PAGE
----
Moreover, Mr Romney is a Mormon, and many Christian Evangelists in the South and Midwest regard the Church of Jesus Christ of Latter-day Saints as a non-Christian religious sect - which makes it difficult for the candidate to win the support of a large number of Republican primary voters.

Yet, according to opinion polls, Mr Romney is the only Republican candidate who has a better-than-even chance to beat Democratic President Barack Obama in the November election.

Indeed, most opinion polls suggest that President Obama's approval rating remains lower than Mr Romney's approval rating, and that economically distressed and very angry voters are clearly dissatisfied with the current White House occupant's management of the economy.

Mr Romney seems to be doing particularly well among independent voters, including those who had voted for Mr Obama in 2008 and who have deserted him since then. The members of this crucial bloc of voters seem to feel comfortable with the former governor of the very 'blue' state of Massachusetts and perceive the former business executive as an effective manager who would be able to fix the economy.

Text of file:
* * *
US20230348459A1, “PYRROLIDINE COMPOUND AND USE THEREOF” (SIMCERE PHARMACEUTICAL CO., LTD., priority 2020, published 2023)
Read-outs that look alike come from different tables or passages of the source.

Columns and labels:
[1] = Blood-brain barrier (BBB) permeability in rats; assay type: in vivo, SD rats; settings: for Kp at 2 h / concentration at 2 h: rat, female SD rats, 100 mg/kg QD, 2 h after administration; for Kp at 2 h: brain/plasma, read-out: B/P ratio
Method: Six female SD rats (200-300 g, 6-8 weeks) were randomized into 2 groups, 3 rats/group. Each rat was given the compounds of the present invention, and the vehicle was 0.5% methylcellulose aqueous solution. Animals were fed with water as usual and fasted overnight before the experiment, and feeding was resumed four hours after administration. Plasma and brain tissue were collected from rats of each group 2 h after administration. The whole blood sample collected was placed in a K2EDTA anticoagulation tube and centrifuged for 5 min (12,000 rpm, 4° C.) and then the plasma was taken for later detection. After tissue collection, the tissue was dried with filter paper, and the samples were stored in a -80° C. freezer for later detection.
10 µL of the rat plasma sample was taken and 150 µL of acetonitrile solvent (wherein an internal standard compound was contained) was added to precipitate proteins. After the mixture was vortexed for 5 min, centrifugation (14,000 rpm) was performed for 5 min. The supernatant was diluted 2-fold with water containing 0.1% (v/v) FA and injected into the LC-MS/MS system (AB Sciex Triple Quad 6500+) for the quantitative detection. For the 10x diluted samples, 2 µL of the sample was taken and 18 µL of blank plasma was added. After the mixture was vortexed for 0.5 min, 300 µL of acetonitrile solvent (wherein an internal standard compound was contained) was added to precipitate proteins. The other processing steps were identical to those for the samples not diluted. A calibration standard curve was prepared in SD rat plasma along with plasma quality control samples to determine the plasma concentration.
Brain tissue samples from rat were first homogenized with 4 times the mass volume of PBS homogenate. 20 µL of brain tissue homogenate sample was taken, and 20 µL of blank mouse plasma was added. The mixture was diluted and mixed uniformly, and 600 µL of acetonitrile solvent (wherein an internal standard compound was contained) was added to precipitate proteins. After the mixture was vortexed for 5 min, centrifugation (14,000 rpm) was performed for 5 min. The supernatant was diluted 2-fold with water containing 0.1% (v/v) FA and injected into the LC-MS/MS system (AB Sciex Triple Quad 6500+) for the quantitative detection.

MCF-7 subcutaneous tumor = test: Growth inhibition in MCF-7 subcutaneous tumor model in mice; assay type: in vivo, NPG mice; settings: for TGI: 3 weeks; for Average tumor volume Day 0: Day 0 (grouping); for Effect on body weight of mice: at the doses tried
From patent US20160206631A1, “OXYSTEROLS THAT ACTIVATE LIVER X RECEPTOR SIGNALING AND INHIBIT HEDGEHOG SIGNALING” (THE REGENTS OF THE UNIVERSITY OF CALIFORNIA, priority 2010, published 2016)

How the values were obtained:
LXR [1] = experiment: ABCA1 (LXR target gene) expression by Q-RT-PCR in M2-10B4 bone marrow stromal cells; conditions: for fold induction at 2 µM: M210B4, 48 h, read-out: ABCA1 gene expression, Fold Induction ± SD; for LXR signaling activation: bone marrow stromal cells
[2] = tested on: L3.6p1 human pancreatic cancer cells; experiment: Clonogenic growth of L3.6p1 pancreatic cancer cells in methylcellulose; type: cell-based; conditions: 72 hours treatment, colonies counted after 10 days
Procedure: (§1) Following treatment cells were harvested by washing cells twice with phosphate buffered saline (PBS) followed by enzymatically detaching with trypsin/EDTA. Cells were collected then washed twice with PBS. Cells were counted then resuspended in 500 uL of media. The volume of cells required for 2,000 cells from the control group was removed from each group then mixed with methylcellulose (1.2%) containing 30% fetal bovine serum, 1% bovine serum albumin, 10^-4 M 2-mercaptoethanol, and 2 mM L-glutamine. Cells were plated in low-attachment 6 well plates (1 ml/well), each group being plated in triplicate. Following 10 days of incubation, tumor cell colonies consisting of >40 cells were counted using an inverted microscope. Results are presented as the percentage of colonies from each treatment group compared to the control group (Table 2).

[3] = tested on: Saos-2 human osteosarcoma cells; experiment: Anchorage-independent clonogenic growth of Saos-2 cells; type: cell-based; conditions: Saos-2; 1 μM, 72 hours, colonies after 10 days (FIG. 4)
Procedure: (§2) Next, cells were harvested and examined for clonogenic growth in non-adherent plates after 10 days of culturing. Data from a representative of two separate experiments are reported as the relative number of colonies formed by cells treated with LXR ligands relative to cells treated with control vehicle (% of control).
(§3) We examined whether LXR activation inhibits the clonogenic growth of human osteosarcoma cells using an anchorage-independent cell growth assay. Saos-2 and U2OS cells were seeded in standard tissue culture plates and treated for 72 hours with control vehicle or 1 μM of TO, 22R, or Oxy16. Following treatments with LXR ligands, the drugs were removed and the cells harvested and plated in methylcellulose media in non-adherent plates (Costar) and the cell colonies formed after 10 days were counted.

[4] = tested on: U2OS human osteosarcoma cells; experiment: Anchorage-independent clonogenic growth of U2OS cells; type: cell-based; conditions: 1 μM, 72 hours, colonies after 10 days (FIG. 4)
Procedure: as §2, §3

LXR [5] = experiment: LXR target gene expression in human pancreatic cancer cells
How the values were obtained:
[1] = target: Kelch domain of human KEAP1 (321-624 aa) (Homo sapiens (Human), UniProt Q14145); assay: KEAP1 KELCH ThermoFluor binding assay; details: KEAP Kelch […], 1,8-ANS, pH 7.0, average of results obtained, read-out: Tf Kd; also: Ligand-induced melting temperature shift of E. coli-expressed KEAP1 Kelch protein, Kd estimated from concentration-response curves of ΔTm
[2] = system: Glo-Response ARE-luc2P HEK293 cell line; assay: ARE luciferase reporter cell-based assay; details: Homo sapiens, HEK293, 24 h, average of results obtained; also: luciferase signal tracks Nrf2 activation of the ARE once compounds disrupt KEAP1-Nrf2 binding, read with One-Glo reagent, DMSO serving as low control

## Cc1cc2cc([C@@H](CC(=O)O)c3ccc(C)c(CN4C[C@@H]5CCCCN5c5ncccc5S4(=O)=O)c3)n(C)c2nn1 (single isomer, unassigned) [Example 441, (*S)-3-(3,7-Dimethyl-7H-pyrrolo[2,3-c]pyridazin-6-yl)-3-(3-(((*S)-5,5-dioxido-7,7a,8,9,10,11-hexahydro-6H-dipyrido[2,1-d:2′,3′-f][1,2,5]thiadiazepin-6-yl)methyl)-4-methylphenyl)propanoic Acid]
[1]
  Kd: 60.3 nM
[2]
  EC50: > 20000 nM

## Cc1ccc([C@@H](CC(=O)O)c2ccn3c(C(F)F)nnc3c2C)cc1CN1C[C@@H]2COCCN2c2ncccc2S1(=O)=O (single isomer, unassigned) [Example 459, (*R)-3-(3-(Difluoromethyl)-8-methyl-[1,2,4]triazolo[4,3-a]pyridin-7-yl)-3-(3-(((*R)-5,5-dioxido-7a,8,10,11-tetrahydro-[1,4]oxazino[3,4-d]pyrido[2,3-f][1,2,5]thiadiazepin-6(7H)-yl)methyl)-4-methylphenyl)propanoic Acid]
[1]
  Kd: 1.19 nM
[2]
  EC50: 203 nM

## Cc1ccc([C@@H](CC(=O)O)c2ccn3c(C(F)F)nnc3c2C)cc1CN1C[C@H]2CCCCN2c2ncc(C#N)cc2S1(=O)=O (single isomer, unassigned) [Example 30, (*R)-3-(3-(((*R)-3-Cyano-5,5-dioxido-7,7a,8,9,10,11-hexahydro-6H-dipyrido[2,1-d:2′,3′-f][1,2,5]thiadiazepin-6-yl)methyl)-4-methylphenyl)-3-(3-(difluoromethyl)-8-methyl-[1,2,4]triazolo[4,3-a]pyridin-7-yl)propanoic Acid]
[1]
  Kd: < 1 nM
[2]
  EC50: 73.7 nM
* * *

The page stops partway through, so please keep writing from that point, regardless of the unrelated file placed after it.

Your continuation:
Swing voters

And these independent voters have the electoral power to deliver several key swing states to the Republican presidential nominee and get him elected as the next president.

President Obama and his political strategists believe that they could defeat Mr Romney or any other Republican nominee by launching a populist presidential campaign that would try to paint the former investment banker and the Republican leadership in Congress as the political allies of the 'fat cats' in Wall Street who want to lower taxes for the super-rich 'one per cent' of Americans - using the rhetoric of the Occupy Wall Street protesters - while gutting major social-economic programmes, such as the government-backed retirement and healthcare insurance systems, that help provide assistance to the middle class.

But if Mr Romney fails to force Mr Santorum and Mr Paul to withdraw from the race anytime soon - and if former Speaker Gingrich and Texas Governor Perry, or perhaps even former US Ambassador to China and Singapore Jon Huntsman, succeed in gaining new momentum - the Republican presidential primaries could end up being very long, very gruelling and very nasty.

And a divided Republican Party could prove to be President Obama's greatest electoral asset.